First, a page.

Sustain Your 5S Program with These Management Musts


Reduce stress by using these seven tips to sustain your 5S program in your workplace.

Wouldn’t it be nice to have an easy button, especially when it comes to tackling 5S?

You don’t have time to waste learning all the technical jargon when you have unique challenges to overcome. With demanding responsibilities, getting a quick answer is exactly what you need.

The truth is, even if you had an easy button in the management world, you’d still need an effective strategy, proper training, buy-in from your organization and leadership, and people to hold accountable. The list of responsibilities may seem overwhelming. But you already know the end result because you’ve been there before. You’ve watched a plan grow into something of value because you’re involved in planning and execution.

If you can set the tone or journey and influence a change of behavior in your workplace, you can achieve success. Sustaining anything takes time and with the right attitude, you can overcome challenges and motivate change. In reality, management isn’t anything new to you-you’ve got this!

If you need help with your 5S efforts, here are 7 tips to help you with what is commonly regarded to as the most difficult part of 5S – sustainment.

1)    Walkout to the production floor. 

When was the last time you walked out to the plant or production floor (also called a Gemba walk)? If you try to avoid that area like the plague, it’s time to get out there and see what is going on with your own set of eyes. But don’t walk out to a particular area without a plan.

The goal is to examine the current state of a particular process by observing it in action at the place where it occurs. Please note this is different from just walking around the production floor. By visiting the place where work is done, management can gain valuable insight into the flow of assessment through the organization and find opportunities for improvement.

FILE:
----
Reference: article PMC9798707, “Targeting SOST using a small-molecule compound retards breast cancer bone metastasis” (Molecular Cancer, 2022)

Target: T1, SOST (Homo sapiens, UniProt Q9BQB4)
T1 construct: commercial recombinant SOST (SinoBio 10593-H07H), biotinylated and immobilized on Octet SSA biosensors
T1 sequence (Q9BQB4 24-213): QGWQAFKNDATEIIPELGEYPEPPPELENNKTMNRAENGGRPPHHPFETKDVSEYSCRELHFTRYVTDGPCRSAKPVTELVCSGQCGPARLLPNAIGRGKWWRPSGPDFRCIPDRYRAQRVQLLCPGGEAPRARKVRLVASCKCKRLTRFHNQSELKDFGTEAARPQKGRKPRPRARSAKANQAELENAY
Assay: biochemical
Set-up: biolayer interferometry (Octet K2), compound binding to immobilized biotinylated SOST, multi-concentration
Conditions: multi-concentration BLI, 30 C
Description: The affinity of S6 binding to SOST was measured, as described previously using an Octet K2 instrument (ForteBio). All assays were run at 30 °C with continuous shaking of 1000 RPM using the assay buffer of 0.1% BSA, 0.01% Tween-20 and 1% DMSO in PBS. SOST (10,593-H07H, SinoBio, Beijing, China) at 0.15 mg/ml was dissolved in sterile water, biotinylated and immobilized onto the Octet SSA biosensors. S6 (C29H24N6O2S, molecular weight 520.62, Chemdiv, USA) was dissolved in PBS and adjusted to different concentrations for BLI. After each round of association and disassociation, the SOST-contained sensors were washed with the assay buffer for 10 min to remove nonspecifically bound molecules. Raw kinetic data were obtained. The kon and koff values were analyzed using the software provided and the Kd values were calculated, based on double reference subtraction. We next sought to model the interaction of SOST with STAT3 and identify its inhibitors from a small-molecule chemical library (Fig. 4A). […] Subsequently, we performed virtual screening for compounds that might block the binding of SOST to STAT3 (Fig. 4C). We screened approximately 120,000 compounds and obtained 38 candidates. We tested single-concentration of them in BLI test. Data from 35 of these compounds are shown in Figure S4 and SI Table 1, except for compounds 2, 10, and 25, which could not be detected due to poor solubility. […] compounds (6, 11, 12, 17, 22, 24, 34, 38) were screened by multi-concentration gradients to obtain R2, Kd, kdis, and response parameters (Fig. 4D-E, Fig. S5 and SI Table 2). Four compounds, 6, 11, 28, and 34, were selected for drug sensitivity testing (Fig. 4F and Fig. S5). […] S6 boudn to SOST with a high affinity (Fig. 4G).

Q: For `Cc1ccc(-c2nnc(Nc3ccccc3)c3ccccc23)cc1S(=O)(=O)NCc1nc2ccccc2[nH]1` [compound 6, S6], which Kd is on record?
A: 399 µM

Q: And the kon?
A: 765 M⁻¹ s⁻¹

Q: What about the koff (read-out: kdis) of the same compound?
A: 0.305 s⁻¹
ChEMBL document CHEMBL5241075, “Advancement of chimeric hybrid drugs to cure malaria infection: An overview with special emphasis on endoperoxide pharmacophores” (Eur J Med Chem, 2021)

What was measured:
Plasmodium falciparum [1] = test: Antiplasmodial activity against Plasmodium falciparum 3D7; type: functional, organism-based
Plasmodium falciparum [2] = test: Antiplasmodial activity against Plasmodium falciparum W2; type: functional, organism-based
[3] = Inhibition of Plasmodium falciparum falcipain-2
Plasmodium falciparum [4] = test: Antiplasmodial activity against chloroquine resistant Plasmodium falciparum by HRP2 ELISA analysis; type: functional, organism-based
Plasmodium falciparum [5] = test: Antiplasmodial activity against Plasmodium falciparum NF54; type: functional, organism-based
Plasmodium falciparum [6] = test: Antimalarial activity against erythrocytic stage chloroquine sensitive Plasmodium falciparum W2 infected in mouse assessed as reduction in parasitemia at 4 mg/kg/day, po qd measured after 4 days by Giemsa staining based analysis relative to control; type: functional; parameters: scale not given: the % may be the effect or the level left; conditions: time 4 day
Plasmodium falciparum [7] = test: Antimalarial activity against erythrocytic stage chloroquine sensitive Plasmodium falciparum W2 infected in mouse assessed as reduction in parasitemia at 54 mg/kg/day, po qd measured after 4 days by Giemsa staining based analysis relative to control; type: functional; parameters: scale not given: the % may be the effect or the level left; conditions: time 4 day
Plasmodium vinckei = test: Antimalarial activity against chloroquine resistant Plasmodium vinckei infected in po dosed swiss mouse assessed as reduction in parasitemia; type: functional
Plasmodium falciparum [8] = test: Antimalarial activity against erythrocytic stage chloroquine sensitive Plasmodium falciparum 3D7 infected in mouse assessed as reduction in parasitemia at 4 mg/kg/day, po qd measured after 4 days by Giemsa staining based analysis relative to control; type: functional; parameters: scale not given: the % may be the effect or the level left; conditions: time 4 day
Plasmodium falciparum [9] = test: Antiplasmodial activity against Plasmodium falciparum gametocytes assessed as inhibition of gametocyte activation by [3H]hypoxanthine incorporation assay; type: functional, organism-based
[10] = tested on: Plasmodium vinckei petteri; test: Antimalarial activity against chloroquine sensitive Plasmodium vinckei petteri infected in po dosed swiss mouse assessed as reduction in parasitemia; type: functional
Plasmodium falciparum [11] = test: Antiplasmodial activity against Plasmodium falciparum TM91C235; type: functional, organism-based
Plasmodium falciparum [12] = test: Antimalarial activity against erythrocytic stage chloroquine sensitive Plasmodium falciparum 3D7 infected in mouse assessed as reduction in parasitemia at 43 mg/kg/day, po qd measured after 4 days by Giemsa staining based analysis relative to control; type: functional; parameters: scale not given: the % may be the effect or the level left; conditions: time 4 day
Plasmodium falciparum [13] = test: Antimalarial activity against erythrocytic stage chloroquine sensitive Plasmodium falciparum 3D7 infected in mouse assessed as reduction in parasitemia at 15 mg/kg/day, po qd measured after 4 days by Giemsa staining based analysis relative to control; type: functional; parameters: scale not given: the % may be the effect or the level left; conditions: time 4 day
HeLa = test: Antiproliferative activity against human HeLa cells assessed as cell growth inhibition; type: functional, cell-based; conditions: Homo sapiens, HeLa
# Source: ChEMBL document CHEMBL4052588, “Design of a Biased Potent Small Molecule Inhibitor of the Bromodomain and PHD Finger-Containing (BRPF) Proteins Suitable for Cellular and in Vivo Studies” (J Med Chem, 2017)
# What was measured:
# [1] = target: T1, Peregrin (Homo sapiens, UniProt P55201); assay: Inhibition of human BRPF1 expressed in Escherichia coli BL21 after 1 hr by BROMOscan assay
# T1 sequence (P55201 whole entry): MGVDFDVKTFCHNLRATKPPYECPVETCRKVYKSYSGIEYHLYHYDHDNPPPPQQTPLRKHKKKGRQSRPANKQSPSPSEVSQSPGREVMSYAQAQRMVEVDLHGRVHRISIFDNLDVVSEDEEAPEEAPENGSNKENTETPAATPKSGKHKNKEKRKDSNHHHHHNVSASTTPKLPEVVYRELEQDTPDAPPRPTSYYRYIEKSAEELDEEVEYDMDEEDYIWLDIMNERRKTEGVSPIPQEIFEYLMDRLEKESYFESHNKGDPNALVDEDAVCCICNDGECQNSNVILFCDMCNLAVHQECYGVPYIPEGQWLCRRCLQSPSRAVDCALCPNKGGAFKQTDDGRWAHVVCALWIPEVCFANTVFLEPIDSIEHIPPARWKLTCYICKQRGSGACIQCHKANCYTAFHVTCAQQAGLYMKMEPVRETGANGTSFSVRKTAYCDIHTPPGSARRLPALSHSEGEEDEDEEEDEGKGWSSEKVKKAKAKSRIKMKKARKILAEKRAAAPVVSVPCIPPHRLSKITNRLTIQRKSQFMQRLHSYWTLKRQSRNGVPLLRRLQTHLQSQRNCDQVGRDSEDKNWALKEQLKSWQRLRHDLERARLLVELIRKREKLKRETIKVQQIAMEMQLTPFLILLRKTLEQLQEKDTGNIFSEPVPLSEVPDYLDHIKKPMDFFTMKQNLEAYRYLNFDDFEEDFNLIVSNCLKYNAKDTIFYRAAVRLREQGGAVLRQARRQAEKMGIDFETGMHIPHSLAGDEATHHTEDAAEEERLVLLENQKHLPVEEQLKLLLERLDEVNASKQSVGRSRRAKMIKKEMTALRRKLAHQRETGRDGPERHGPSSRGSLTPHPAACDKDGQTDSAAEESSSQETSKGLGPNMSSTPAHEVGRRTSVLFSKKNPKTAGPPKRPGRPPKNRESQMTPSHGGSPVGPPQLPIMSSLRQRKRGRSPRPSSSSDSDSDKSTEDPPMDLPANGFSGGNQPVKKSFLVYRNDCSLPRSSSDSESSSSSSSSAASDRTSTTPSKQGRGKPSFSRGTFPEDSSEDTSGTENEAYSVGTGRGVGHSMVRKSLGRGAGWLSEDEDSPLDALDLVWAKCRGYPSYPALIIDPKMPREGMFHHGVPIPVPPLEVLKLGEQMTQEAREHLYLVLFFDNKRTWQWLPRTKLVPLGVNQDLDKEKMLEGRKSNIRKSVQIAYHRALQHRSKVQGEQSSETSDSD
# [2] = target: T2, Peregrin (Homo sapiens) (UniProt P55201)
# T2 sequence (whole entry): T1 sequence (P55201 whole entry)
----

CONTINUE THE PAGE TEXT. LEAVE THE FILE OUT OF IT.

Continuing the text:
You don’t necessarily need a magnifying glass to observe the area. To sustain your 5S program, pausing to examine a particular process will do just fine. But don’t forget to ask in-depth questions about what you’re observing such as:

  • Who is involved in the process?
  • What resources are used?
  • How do you know what to do?
  • When does the task take place?
  • What are the desired outcomes?

With a thoughtful approach, you can improve communication, collaboration, and processes by walking out to the production floor and examining where improvements can be made.

2)    Managers need to go through 5S training.

Although this step seems very obvious, it’s an important part of growth. Think about any new hires you’ve had recently – they all went through new hire training so they could perform their job accurately and safely, right?  You invest in their training because you want them to succeed, which in turn will benefit your business objectives. The same goes for being trained on and providing 5S training to your workers. You need to pave the way to success with the training.